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If you've been listening to South Florida radio for the past decade, chances are you've caught the unmistakable sound of Terror Squad/Big Dawg Pitbull affiliate DJ Khaled. Not one to continuously rattle off the regular station playlist, Khaled consistently reps the home team and comes with more energy than Dwyane Wade at crunch time.
Originally from New Orleans and of Palestinian descent, the 30-year-old, born Khaled Khaled, has made Miami-Dade County his home base for more than a decade. From stints at Mixx 96 and at clubs on the Beach and over the bridge, to his current top-rated drive-time slot, The Takeover, alongside K-Foxx on 99 Jamz, Khaled has helped nurture the M.I. Yayo's growth before it was cool to rock 305 apparel and rep your city when you're out of town. Leaving suspended driver-license problems in Orlando, Khaled broke on the Miami airwaves at Mixx 96 as "The Arab Attack" in the late Nineties. Rewinding records and dropping reggae horn blasts, Khaled spun local and dirty South releases while the major stations were on mostly the same song rotation. Racking up club gigs from Amnesia to Rikers Island, Khaled hooked up with Uncle Luke as the cohost of his memorable late-night show on 99 Jamz, The Uncle Luke Show.
After dropping his debut album, Listennn, through Koch Records on June 6, the ever-confident "The Beat Novocain" is looking to make his presence felt on the national level.
"It is the best album in the world; I take no talk back. Hands down it's a classic. It represents hip-hop, unity, represents Miami and the country," boasts Khaled. Not to swagger-jack "We Are the World," but the Terror Squad member brings together industry heavyweights such as Kanye West, T.I., Fat Joe, and Miami mainstays Trick Daddy, Pitbull, and Rick Ross, backing the album with some of his own production as well as contributions from Cool and Dre, Develop, the Runners, and others. "I A&R'd the whole album and executive-produced it. I wanted to make hit records and wanted to win. It's not all about me; it's about me collaborating with all kinds of artists/producers to make incredible music."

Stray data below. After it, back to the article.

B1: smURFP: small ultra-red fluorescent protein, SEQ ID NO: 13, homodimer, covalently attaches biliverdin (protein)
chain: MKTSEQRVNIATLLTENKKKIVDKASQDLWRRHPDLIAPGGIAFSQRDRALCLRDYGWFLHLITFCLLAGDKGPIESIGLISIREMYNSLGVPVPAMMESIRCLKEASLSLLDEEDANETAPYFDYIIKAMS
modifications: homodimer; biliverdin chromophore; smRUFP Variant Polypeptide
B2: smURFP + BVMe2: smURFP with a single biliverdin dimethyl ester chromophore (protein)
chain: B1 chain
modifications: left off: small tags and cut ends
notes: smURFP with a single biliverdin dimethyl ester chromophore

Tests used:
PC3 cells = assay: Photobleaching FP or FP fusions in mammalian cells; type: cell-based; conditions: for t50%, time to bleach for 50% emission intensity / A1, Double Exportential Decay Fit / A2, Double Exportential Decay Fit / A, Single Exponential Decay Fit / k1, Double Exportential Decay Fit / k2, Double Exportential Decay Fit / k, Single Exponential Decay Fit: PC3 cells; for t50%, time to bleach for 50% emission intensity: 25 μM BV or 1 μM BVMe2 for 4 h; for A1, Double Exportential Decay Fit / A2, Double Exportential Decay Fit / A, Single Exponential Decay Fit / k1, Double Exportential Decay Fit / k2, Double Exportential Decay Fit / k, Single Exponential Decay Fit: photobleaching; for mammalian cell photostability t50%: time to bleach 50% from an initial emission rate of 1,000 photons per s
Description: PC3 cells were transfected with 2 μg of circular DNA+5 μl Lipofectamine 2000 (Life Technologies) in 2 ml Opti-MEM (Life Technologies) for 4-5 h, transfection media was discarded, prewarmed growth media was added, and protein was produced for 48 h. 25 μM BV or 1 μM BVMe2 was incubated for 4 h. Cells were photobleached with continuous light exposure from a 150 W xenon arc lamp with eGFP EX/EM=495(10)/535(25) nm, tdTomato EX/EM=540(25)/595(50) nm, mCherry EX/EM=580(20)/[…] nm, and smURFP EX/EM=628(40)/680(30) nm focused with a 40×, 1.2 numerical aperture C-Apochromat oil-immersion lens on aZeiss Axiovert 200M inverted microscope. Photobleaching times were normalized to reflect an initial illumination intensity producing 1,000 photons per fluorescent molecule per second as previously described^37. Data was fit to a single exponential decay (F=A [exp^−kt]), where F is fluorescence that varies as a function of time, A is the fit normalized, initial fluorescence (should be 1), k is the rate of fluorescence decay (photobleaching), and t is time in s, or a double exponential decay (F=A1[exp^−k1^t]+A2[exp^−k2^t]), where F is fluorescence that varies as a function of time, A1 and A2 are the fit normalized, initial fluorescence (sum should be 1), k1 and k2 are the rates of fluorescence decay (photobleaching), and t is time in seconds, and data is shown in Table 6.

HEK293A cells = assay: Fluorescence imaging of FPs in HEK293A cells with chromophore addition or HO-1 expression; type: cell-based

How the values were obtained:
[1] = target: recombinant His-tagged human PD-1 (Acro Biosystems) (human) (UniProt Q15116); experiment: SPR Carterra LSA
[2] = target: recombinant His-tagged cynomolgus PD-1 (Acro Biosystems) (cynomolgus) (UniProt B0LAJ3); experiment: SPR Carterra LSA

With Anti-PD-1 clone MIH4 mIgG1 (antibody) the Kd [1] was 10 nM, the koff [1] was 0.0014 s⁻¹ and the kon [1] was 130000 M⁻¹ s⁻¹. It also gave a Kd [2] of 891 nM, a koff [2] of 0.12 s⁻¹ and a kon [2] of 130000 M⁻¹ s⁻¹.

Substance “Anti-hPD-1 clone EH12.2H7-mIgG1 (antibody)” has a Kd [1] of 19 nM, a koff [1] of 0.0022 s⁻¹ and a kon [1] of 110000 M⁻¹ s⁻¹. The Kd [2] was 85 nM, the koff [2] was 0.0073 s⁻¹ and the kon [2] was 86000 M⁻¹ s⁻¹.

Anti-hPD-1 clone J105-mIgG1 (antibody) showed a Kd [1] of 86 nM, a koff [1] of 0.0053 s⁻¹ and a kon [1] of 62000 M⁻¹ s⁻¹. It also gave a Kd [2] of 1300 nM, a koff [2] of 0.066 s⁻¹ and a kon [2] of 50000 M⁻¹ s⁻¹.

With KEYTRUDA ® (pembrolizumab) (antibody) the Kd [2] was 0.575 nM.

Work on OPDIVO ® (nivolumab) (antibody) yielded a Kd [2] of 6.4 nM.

In the same vein as DJ Clue's Backstage and Tony Touch's The Piecemaker, Khaled drafted artists who tailor-made tracks for the DJ album, showing his rap Rolodex is heavy. "I basically worked with all the artists I wanted to on this," Khaled admits. "We couldn't get the Game cleared through his label, but that's it. It took me almost two years to get Jeezy on a record in a good way, and Lil Wayne knocked out his hit verse in two minutes. I know my album is the best album ever made in hip-hop," he adds. Listennn contains some standout tracks, including the dark piano-laced "Problem," featuring Beanie Sigel and Jadakiss, and the violin-tinged "Destroy You," with an autobahnlike speed of Twista and Bone Thugs. Plus "Born n Raised" could be the first homegrown mainstream anthem for South Florida since the days of Uncle Luke.
"Khaled is one of the hardest-working and smartest people I know!" exclaims 99 Jamz compatriot and official Miami Heat selecta, DJ Irie. "He has elevated his career to a whole new level by coining catch phrases and aligning himself with some of the top artists in the world. He has played a major role by helping to break new artists out of Miami and introducing music from across the country that other Miami DJs don't play."
Pausing for a brief phone conversation with Trick Daddy about a new track for his seventh album, and then coordinating some beats for the Runners (a production partnership with DJ Nasty), Khaled gets more traffic than Google. He is also working with Dr. Dre and Keyshia Cole, as well as with Fat Joe and Lil Wayne on an upcoming collabo titled "The Prophet." Yet "Khaled shows a lot of local love," declares Lunch Money, who appears on the last cut of Listennn, "The Future of Dade County," along with Brisco, Dirt E Red, PM, and Co from Piccalo & Hennessey. "He's a real honest guy in as far as if a local dude brings him a record and he believes it could be something, he'll play the record and show love to it. But if it's not hot, he's not going to play it."